Same as → gegenschein.
Fr.: énergie noire
A hypothetical form of energy that fills all the space and tends to increase the rate of expansion of the Universe. Assuming the existence of dark energy is a way to explain recent observations that the Universe appears to be expanding at an increasing rate (→ accelerating Universe). Dark energy seems to be a kind of anti-gravity force and is supposed to be related to → vacuum energy. Where gravity pulls things together at the more local level, dark energy tears them apart on the grander scale. The acceleration equation, one of Einstein's equations for the homogeneous Universe, indicates that if the Universe is accelerating, the pressure of the driving component should be strongly negative. The dark energy density relates to the → cosmological constant via: ρ&Lambda = Λc2/(8πG), where G is the → gravitational constant and c the → speed of light. The first indication of dark energy was provided by the observation of → Type Ia supernovae. Other probes of dark energy are: → baryon acoustic oscillations, → weak gravitational lensing, and clusters of galaxies. In the standard model of cosmology, dark energy currently accounts for almost 74% of the total mass-energy of the Universe. Two proposed forms for dark energy are the cosmological constant and exotic component such as → quintessence.
Fr.: énergie de dissociation
Energy required to dissociate a molecule. → dissociate.
(v.intr.) To move, or extend in different directions from a common point.
M.L. divergere, from → di- "apart," variant of → dis- + vergere "to bend, turn, incline," from PIE *werg- "to turn," from base *wer- "to turn, bend" (cf. L. vertere "to turn," Av. varət- "to turn," Mod.Pers. gard, gardidan "to turn," Skt. vartate "turns round, rolls," Gk. rhatane "stirrer, ladle," Ger. werden, O.E. weorðan "to become."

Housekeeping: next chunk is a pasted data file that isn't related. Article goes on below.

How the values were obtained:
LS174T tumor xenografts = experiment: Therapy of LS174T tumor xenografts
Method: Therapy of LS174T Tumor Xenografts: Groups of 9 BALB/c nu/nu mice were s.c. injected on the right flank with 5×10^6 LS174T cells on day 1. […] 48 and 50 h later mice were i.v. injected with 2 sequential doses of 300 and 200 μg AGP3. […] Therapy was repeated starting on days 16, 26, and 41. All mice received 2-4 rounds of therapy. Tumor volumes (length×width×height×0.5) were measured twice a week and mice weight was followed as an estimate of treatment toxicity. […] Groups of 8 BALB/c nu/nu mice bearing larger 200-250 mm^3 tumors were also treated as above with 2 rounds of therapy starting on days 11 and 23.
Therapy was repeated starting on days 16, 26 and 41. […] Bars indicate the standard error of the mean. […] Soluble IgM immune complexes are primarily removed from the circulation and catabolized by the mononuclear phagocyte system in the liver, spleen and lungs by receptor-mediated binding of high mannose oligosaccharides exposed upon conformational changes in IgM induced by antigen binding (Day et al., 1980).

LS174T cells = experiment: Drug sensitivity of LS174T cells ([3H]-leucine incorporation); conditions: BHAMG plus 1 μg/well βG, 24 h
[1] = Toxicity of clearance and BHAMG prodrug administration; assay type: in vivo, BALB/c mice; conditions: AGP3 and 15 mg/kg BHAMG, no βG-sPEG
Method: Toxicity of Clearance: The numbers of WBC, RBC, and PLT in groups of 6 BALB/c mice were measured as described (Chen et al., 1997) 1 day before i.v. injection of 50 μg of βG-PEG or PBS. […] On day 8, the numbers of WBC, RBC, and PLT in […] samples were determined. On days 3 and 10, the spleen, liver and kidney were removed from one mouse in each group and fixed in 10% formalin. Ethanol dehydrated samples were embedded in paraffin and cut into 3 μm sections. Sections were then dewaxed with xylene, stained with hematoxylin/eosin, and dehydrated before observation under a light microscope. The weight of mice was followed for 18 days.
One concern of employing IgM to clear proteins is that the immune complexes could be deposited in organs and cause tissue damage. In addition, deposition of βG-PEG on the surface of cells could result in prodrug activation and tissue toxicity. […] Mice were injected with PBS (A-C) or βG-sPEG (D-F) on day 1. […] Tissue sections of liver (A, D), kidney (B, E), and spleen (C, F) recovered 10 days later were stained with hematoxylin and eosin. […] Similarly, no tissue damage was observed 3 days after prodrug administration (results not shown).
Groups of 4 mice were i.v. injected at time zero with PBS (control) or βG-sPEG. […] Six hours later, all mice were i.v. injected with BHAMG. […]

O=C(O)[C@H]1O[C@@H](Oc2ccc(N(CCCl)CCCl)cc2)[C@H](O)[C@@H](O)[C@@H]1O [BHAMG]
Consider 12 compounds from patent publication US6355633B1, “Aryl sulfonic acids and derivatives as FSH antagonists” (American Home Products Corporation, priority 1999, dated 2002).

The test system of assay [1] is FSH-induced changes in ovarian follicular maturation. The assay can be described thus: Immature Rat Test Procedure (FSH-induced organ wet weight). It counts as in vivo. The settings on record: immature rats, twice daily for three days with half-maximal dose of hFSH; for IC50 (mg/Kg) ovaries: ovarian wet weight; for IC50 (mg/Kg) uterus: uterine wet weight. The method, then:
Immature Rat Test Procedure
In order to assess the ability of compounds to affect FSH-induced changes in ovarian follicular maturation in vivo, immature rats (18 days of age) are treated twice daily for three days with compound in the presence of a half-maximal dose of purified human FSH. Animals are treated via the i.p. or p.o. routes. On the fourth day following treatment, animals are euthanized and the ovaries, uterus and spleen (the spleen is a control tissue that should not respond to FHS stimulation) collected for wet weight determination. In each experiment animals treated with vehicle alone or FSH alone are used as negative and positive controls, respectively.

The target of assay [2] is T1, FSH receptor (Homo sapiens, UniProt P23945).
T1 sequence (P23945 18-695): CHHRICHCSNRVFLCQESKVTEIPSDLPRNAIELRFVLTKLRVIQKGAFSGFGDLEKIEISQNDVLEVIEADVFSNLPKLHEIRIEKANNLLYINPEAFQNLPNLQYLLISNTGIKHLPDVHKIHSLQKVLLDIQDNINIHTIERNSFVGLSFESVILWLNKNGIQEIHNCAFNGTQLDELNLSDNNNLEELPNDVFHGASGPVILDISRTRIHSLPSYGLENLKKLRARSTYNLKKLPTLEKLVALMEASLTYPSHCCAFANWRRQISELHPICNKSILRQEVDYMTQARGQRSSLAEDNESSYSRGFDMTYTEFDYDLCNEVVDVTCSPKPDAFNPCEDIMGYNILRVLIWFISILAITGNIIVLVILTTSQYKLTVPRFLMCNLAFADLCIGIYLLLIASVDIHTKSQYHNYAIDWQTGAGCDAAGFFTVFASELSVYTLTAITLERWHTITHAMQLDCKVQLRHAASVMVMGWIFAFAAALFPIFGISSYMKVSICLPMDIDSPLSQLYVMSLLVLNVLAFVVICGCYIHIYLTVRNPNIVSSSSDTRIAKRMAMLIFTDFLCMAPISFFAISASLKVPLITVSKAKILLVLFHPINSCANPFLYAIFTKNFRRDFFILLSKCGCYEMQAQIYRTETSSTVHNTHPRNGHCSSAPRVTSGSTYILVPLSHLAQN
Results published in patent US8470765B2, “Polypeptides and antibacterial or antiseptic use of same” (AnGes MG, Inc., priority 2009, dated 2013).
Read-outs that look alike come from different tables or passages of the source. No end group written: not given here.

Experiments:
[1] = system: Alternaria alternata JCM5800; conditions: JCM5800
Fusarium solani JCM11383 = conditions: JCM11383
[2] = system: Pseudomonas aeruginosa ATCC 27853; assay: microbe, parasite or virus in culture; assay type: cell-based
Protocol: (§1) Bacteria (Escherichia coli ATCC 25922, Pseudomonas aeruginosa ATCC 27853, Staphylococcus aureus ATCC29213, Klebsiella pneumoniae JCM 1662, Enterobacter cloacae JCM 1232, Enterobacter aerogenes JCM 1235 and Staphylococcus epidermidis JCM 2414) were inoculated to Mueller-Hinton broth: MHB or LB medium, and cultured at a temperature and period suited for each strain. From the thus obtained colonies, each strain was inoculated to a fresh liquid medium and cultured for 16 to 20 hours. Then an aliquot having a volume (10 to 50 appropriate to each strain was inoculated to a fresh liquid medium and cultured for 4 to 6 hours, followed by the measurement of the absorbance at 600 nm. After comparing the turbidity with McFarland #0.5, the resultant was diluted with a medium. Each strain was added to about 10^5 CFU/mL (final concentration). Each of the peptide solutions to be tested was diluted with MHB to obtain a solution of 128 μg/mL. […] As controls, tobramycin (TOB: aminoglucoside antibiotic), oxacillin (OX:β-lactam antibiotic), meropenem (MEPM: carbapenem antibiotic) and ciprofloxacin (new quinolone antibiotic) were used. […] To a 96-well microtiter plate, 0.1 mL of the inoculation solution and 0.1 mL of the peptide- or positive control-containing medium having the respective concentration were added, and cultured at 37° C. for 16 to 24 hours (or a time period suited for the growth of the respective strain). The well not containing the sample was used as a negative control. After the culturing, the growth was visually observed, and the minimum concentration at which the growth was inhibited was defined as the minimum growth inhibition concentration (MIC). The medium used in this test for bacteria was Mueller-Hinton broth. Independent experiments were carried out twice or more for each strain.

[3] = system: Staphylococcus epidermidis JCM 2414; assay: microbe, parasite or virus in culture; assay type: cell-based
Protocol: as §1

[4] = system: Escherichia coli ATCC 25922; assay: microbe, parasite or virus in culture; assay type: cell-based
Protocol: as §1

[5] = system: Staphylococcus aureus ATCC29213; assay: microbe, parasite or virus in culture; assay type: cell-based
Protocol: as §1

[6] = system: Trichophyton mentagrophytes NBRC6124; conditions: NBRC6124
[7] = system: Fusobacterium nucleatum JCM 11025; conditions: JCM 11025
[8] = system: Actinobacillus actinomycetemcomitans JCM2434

Verâyidan, from vâ- "apart," → de-, + gerâyidan "to incline toward; to intend; to make for," infinitive of gerâ, the etymology of which is not clear. Gerâ may be a variant of Mod.Pers. kil "bent, inclined" (k/g and l/r interchanges), from PIE base *klei- "to lean, incline," cognate with L. clinare "to bend" (E. declination, inclination, etc.), Gk. klinein "to cause to slope, slant, incline," Skt. sri- "to lean," O.Pers. θray-, Av. sray- "to lean," P.Gmc. *khlinen (Ger. lehnen, E. lean).
1) The act, fact, or amount of diverging.
From diverge, → diverge, + -ence a noun suffix.
Vâgerâyi, from vâgerâ stem of vâgerâyidan, → diverge, + noun suffix -i.
Fr.: théorème de flux-divergence
Same as → Gauss's theorem.
Relating to or causing divergence. Gowing away in different directions from a common
point or path.
M.L. divergent-, stem of divergens pr.p. of divergere, from → di- "apart," variant of → dis- + vergere "to bend, turn, incline," from PIE *werg- "to turn," from base *wer- "to turn, bend" (cf. L. vertere "to turn," Av. var ət- "to turn," Mod.Pers. gard, gardidan "to turn," Skt. vartate "turns round, rolls," Gk. rhatane "stirrer, ladle," Ger. werden, O.E. weorðan "to become."
Vâgerâ, agent noun from vâgerâyidan, → diverge + noun suffix -i.
adasi-ye vâgerâ (#)
Fr.: lentille divergente
A lens which causes a parallel beam of light passing through it to diverge or spread out; concave lens. Same as diverging lens and → negative lens.
Fr.: fusion sans gaz
1) Move out of or away from something and become visible.
1) The process of becoming visible after being concealed.
1) Coming into being or notice.